Politics

Gary Johnson: I have “no intention of changing the law” to protect preborn babies

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Libertarian presidential nominee and former New Mexico Governor Gary Johnson rails against the “steady erosion” of “personal freedom in this country,” “a nation that was literally founded on the notion of liberty.” But as Live Action’s Adam Peters details, he doesn’t particularly seem to care that babies’ liberty has eroded to the point where they can be legally killed for any reason before even leaving the womb.

This week, the Washington Examiner’s Timothy Carney interviewed Johnson at the Democrat National Convention he shared his views on abortion and that he wouldn’t protect pro-life Americans’ conscience rights.

CARNEY: Do you think the Constitution guarantees the right to abortion?

JOHNSON: The law of the land is Casey v. Planned Parenthood. I have no intention of changing the law, and Casey v. Planned Parenthood says, “you, woman, you have the right to have an abortion up to viability of the fetus.” And the Supreme Court has defined viability of the fetus as being able to sustain the life of the fetus outside of the womb, even by artificial means. That is the law of the land.

So much for the idea that his pro-choice beliefs wouldn’t get in the way of him benefiting the pro-life cause through a commitment to federalism and judicial appointments who follow the Constitution. In 2012, Johnson at least believed “Any court decision that does not follow this original meaning of the Constitution should be revisited,” accordingly condemning Roe v. Wade for “expand[ing] the reach of the Federal government into areas of society never envisioned in the Constitution.”

Under 2012 Johnson, “laws regarding abortion would be decided by the individual states,” but 2016 Johnson has apparently decided that unconstitutional judicial precedent shouldn’t be challenged, and that states can’t set their own laws about most abortions.

Johnson had the following to say about laws that protect people from being forced to participate in things that violate their conscience:

JOHNSON: But if we allow for discrimination — if we pass a law that allows for discrimination on the basis of religion — literally, we’re gonna open up a can of worms when it come stop discrimination of all forms, starting with Muslims … who knows. You’re narrowly looking at a situation where if you broaden that, I just tell you — on the basis of religious freedom, being able to discriminate — something that is currently not allowed — discrimination will exist in places we never dreamed of.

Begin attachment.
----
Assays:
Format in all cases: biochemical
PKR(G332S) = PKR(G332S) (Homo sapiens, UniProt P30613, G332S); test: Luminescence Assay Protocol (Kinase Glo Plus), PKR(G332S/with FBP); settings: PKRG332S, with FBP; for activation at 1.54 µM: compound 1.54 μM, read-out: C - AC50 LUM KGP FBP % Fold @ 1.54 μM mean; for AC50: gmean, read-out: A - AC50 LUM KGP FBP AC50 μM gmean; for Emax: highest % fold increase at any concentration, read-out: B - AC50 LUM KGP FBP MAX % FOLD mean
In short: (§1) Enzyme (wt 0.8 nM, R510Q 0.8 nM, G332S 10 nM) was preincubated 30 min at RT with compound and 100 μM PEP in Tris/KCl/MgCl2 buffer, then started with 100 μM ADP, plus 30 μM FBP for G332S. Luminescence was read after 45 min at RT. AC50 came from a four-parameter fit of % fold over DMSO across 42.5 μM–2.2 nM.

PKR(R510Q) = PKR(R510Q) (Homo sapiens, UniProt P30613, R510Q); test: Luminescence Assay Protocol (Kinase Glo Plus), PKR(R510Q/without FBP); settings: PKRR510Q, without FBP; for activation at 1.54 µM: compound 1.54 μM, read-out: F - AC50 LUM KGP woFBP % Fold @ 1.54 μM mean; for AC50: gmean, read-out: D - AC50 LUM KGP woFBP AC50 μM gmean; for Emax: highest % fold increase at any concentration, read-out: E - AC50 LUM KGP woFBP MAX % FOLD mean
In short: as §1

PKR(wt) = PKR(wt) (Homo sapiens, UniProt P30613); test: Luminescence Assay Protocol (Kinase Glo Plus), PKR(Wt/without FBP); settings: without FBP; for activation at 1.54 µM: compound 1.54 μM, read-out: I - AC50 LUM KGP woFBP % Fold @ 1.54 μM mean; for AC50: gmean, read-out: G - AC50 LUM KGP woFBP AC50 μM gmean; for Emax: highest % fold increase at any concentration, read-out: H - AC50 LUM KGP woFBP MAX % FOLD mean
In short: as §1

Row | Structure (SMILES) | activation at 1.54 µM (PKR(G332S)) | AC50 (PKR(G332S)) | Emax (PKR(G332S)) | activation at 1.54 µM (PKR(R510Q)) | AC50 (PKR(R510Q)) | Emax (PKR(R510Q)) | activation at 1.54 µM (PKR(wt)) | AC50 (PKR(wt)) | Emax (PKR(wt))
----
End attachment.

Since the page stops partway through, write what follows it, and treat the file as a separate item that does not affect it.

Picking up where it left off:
CARNEY: Can the current federal RFRA [Religious Freedom Restoration Act] be applied to protect things like the wedding photographer and the Little Sisters of the Poor?

JOHNSON: The problem is I don’t think you can cut out a little chunk there. I think what you’re going to end up doing is open up a plethora of discrimination that you never believed could exist. And it’ll start with Muslims.

The Federalist’s David Harsanyi boiled down why this answer was nonsense:

But religious freedom laws are narrowly focused, and they don’t permit people to “discriminate” on the “basis of religion.”  They protect business owners of all faiths from the obligation to participate in activities that violate their conscience — a slippery slope that doesn’t seem to bother Johnson one bit. Denying a Muslim American service (something Johnson, who once supported banning burkas, seems most concerned about) would still be against the law.

Indeed. As I’ve explained before, the RFRA simply establishes that “Government may substantially burden a person’s exercise of religion only if” doing so not only serves a “compelling governmental interest,” but also if it’s the “least restrictive means” of doing so. When applying those tests to the abortifacient mandate, the Supreme Court found in the Hobby Lobby case that the government had other, less coercive ways to provide people with contraceptives if they really wanted to. The path to this conclusion didn’t run through any slippery slopes.

Going beyond the overly-convoluted, post-Lockean gymnastics of modern jurisprudence and simply evaluating the issue by the sort of back-to-basics natural rights theory that libertarians like Johnnson are supposed to excel at, there’s still not a slippery slope in sight. People have a right to follow the dictates of their conscience and/or faith in how they use their own life, liberty, or property, unless and until doing so deprives others of their life, liberty, or property—which simply and clearly establishes why these principles don’t establish a legal precedent to harm someone in the name of one’s religion.

The right to choose not to spend one’s own money on a particular item—one that kills other people, in this case—unmistakably falls within that sphere. An employer-employee relationship is a mutually-voluntary association that changes none of that (unless the former ever agreed to provide abortifacients in a contract, which is a separate issue). The employee has the right to spend her own money on whatever legal goods she chooses, but has no right to coerce her employers to spend theirs a certain way.

What I’ve just laid out is no different than what most serious libertarians, even many pro-choice ones, will tell you, making it all the more suspicious that their current standard-bearer disagrees.

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